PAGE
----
Here is one of the typical scare pieces from a site called Addiction Now. It is an obvious content site looking to generate in patient rehab leads from drug detox facilities. The article speaks of science in different areas of the article, but in the first sentence we get a “although some have said…”
Of course we get the DEA shoutout that it is placed on schedule 1 for it’s high abuse potential and having no medical use. I think it is pretty well known by now that the DEA does not look out for our own interests and their method for determining what has medicinal value is flawed. Anyone that has ever taken iboga or ibogaine knows full well that there is 0 chance of getting addicted to the stuff, it is the exact opposite of what addiction is. Ibogaine can be used to treat any sort of addiction whether it is drugs, porn, stealing. My good friend was able to stop a massively destructive gambling habit.
Later in the final piece of the article it refers to other systems that can be used to combat withdrawal. Actually ibogaine is the only known thing on this planet which actually stops or lessens the actual withdrawal symptoms for an opiate addict.
If the rehab companies would join rather than become divisive with a tool such as ibogaine, maybe more people that need it would have access to the medicine. I would love to see more rehabs that works the 12 step method open up to ibogaine.
Although some have said that the hallucinogen ibogaine can combat opioid addiction, there are many serious side effects including increased risk of potentially fatal heart conditions, psychological complications, and even death.
A 2016 study published in Therapeutic Advances in Psychopharmacology, analyzed a “40-year-old man who used ibogaine for symptoms of heroin withdrawal,” and “suffered acute cardiac arrest leading to cerebral edema and brain death.”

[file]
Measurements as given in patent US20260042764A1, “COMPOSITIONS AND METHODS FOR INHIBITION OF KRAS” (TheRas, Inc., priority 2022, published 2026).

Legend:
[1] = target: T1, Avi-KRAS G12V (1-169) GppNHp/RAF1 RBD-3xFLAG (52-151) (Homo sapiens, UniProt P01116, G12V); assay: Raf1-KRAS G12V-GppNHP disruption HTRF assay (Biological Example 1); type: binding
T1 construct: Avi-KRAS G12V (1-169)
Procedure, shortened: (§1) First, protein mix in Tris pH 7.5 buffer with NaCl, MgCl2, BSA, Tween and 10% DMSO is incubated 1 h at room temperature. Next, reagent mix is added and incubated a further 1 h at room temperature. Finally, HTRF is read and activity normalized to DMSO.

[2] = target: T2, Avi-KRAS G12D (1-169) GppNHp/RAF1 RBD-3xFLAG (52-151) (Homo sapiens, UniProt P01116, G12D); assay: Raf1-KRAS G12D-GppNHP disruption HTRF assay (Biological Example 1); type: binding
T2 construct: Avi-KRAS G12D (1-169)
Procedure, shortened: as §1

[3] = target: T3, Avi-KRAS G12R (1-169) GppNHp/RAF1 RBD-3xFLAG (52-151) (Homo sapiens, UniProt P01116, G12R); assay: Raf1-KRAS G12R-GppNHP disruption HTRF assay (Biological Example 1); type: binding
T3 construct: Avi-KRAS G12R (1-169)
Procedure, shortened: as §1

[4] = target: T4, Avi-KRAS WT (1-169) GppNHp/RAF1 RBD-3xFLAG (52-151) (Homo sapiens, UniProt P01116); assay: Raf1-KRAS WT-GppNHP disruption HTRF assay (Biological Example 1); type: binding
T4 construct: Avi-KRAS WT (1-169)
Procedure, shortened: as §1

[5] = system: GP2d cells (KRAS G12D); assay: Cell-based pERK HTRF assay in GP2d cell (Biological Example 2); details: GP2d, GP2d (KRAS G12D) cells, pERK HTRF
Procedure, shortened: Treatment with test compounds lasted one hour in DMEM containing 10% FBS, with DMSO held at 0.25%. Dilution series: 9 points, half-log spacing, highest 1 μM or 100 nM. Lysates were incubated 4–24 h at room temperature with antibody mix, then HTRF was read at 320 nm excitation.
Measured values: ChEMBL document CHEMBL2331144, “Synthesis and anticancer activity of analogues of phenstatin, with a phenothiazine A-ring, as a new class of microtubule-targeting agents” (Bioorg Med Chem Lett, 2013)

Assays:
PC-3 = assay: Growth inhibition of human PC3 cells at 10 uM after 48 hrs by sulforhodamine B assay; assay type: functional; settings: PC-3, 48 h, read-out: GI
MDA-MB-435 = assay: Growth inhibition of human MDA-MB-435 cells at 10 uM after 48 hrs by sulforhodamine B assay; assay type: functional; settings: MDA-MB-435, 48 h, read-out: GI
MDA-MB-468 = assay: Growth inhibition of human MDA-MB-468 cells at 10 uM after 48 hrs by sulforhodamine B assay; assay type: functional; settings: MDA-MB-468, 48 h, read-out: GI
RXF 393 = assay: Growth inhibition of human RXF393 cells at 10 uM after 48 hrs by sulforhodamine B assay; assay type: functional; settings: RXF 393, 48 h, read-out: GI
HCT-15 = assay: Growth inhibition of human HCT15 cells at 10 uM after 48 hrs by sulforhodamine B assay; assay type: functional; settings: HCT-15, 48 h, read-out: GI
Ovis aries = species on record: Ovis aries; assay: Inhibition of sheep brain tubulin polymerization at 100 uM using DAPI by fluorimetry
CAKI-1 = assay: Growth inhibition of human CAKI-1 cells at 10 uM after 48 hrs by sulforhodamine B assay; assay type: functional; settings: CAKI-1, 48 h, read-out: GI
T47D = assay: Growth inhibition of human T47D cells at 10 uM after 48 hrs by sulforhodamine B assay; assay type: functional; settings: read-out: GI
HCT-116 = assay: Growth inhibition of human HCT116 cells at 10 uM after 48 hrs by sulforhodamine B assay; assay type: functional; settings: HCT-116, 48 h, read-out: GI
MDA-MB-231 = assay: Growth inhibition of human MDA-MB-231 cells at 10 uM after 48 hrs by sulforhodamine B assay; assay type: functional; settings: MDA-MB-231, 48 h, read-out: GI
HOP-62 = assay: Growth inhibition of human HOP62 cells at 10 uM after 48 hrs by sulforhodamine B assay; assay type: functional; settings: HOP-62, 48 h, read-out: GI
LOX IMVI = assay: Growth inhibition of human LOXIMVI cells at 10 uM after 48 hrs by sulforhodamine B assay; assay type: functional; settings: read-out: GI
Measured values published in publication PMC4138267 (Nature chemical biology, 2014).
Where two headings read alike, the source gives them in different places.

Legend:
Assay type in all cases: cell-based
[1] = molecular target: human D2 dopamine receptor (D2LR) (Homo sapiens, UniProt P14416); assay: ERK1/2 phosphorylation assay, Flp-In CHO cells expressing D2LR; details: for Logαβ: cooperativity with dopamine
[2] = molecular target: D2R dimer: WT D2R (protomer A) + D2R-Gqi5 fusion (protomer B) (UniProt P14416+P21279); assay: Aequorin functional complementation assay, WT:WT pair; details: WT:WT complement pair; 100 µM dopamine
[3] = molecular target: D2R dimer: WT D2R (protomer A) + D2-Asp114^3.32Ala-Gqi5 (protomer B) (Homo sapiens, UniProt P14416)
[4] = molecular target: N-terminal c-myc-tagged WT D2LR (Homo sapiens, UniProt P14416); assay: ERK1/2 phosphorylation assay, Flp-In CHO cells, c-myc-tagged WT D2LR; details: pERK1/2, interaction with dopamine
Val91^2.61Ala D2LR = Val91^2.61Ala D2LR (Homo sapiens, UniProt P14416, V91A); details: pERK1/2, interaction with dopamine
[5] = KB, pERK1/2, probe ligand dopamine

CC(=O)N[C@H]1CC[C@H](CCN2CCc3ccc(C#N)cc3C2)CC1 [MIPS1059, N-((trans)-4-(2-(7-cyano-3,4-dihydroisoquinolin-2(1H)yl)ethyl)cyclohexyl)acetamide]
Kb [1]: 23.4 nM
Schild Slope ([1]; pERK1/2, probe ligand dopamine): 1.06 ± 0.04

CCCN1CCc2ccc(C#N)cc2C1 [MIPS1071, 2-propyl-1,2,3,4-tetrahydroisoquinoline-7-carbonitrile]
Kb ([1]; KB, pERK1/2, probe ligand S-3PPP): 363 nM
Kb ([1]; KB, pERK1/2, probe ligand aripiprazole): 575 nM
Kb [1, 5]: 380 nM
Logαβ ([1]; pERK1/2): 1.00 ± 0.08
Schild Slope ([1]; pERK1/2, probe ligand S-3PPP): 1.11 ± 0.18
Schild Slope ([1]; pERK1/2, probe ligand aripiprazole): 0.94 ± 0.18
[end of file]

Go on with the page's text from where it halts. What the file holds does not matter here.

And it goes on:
Ibogaine is a psychoactive alkaloid that’s derived from the iboga root found in West Africa. The drug is currently classified as a Schedule I Drug by the DEA for its high potential for abuse and having no medical use.
It’s difficult to determine ibogaine’s effectiveness during drug detoxification because of the lack of research, but it’s better to err on the side of caution.
Some current studies provide evidence of the treatment’s positive effects. However, the effectiveness is typically reported by participants, which should not be considered as objective data. Through clinical trials, ibogaine could show its safety and efficacy. But more expansive clinical trials could also reinforce its serious side effects negating its positive, anecdotal findings.
Ibogaine treatment should never be considered without medical supervision, and a thorough medical evaluation should be conducted prior to any consideration. This will ensure control over potential risks from existing conditions, heart problems, other medications and mental health issues.
As it stands, with all the conducted research on ibogaine gathered for review, it becomes apparent that the documented risks of the drug outweigh the benefits in most cases. There are many more methods used against withdrawal, and many are backed with objective clinical data.
New article from a new site www.collective-evolution.com which has some good content they are putting out in the areas of transformation and consciousness. In the article there is some solid information on the how and why of how [...]
Here is one of the typical scare pieces from a site called Addiction Now. It is an obvious content site looking to generate in patient rehab leads from drug detox facilities. The article speaks of science [...]
Interesting article that originally in a Greek language news source. The spread and use of iboga and ibogaine across countries and cultures shows that these medicines help with all the "human stuff" that we all go through [...]